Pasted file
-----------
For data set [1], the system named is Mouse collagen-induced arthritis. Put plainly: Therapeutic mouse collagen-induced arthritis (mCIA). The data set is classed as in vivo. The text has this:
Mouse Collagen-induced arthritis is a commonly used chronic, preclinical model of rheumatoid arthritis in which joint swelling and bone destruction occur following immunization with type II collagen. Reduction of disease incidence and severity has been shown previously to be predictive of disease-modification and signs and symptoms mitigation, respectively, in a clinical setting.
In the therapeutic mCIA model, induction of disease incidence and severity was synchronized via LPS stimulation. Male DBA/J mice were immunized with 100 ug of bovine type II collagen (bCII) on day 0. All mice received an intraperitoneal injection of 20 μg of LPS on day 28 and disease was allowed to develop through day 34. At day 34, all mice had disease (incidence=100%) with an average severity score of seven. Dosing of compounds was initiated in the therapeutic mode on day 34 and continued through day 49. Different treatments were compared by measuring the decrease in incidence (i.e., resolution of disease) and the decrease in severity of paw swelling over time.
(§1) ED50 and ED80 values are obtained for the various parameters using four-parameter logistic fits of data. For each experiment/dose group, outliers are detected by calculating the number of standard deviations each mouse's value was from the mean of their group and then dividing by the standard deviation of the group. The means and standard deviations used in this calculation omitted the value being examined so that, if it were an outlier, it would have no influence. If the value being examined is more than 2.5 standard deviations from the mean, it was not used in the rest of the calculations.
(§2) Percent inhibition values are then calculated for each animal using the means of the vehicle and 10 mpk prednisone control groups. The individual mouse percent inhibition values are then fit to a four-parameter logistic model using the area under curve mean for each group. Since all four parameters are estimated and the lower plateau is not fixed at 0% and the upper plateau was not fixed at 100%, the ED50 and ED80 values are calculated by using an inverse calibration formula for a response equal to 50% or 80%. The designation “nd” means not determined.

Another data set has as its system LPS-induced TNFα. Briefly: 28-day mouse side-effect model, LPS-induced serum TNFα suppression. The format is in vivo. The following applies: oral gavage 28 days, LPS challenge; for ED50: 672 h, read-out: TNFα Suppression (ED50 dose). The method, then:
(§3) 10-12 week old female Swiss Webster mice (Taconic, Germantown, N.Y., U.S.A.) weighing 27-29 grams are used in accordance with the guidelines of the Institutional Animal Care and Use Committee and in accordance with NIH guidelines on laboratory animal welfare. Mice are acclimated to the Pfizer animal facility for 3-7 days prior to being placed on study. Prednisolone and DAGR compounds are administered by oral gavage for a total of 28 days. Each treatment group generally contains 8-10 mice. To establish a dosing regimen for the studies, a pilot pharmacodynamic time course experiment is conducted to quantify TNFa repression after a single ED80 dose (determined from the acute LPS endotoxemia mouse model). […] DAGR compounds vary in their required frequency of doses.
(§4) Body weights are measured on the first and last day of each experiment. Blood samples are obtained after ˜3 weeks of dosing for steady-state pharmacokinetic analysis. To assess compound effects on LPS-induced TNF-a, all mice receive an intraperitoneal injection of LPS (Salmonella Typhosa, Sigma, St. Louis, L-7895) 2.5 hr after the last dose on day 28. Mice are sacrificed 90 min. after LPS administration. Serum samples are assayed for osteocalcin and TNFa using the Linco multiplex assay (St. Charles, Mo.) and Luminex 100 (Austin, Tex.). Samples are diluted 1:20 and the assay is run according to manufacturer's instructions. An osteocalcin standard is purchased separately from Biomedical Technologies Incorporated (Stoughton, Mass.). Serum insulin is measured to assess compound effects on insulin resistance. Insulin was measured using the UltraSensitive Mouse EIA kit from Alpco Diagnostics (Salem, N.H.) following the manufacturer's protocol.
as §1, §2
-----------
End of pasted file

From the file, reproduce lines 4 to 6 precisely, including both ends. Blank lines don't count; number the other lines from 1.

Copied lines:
(§1) ED50 and ED80 values are obtained for the various parameters using four-parameter logistic fits of data. For each experiment/dose group, outliers are detected by calculating the number of standard deviations each mouse's value was from the mean of their group and then dividing by the standard deviation of the group. The means and standard deviations used in this calculation omitted the value being examined so that, if it were an outlier, it would have no influence. If the value being examined is more than 2.5 standard deviations from the mean, it was not used in the rest of the calculations.
(§2) Percent inhibition values are then calculated for each animal using the means of the vehicle and 10 mpk prednisone control groups. The individual mouse percent inhibition values are then fit to a four-parameter logistic model using the area under curve mean for each group. Since all four parameters are estimated and the lower plateau is not fixed at 0% and the upper plateau was not fixed at 100%, the ED50 and ED80 values are calculated by using an inverse calibration formula for a response equal to 50% or 80%. The designation “nd” means not determined.

Another data set has as its system LPS-induced TNFα. Briefly: 28-day mouse side-effect model, LPS-induced serum TNFα suppression. The format is in vivo. The following applies: oral gavage 28 days, LPS challenge; for ED50: 672 h, read-out: TNFα Suppression (ED50 dose). The method, then: